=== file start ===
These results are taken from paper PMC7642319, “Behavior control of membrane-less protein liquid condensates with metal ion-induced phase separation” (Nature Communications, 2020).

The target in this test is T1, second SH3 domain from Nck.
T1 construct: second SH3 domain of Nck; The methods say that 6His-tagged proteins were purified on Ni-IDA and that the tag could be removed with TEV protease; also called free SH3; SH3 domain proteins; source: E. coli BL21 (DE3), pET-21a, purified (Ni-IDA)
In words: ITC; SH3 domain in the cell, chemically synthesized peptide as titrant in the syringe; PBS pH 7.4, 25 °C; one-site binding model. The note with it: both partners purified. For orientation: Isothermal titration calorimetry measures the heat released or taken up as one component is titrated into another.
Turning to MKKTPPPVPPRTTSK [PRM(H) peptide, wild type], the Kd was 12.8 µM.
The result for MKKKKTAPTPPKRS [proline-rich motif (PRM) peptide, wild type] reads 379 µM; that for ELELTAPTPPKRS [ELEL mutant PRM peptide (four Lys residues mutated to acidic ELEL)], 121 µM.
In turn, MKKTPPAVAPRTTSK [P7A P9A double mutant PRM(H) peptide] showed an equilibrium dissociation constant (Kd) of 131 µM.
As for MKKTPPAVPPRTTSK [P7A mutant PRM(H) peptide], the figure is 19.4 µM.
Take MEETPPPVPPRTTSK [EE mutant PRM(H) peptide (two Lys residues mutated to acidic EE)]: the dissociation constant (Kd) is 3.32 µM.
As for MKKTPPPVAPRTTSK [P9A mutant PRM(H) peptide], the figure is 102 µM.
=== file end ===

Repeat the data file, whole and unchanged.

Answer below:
These results are taken from paper PMC7642319, “Behavior control of membrane-less protein liquid condensates with metal ion-induced phase separation” (Nature Communications, 2020).

The target in this test is T1, second SH3 domain from Nck.
T1 construct: second SH3 domain of Nck; The methods say that 6His-tagged proteins were purified on Ni-IDA and that the tag could be removed with TEV protease; also called free SH3; SH3 domain proteins; source: E. coli BL21 (DE3), pET-21a, purified (Ni-IDA)
In words: ITC; SH3 domain in the cell, chemically synthesized peptide as titrant in the syringe; PBS pH 7.4, 25 °C; one-site binding model. The note with it: both partners purified. For orientation: Isothermal titration calorimetry measures the heat released or taken up as one component is titrated into another.
Turning to MKKTPPPVPPRTTSK [PRM(H) peptide, wild type], the Kd was 12.8 µM.
The result for MKKKKTAPTPPKRS [proline-rich motif (PRM) peptide, wild type] reads 379 µM; that for ELELTAPTPPKRS [ELEL mutant PRM peptide (four Lys residues mutated to acidic ELEL)], 121 µM.
In turn, MKKTPPAVAPRTTSK [P7A P9A double mutant PRM(H) peptide] showed an equilibrium dissociation constant (Kd) of 131 µM.
As for MKKTPPAVPPRTTSK [P7A mutant PRM(H) peptide], the figure is 19.4 µM.
Take MEETPPPVPPRTTSK [EE mutant PRM(H) peptide (two Lys residues mutated to acidic EE)]: the dissociation constant (Kd) is 3.32 µM.
As for MKKTPPPVAPRTTSK [P9A mutant PRM(H) peptide], the figure is 102 µM.